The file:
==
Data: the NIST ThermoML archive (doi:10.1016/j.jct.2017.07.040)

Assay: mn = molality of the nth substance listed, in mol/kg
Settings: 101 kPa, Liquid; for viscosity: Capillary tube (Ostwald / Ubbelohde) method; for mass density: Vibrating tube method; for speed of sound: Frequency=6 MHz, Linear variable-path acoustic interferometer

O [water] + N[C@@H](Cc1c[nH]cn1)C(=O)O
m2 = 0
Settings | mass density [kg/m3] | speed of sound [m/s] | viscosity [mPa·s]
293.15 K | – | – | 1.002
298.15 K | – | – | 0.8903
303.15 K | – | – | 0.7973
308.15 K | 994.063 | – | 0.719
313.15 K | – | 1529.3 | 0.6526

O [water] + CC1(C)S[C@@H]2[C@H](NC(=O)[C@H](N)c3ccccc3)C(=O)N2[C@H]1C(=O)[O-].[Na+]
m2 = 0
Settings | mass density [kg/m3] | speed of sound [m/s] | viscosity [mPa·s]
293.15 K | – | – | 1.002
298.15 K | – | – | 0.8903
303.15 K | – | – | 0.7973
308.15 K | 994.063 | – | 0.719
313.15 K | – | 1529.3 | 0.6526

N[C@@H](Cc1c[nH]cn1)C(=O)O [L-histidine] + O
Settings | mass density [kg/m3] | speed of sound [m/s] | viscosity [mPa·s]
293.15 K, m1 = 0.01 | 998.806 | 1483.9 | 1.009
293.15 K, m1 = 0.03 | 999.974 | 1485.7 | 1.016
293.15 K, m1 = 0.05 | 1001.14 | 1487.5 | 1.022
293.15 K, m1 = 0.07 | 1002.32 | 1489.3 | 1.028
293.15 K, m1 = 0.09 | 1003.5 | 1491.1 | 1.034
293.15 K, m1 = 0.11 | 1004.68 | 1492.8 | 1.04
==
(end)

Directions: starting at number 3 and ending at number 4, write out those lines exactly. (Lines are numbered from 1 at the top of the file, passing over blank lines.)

Settings: 101 kPa, Liquid; for viscosity: Capillary tube (Ostwald / Ubbelohde) method; for mass density: Vibrating tube method; for speed of sound: Frequency=6 MHz, Linear variable-path acoustic interferometer

O [water] + N[C@@H](Cc1c[nH]cn1)C(=O)O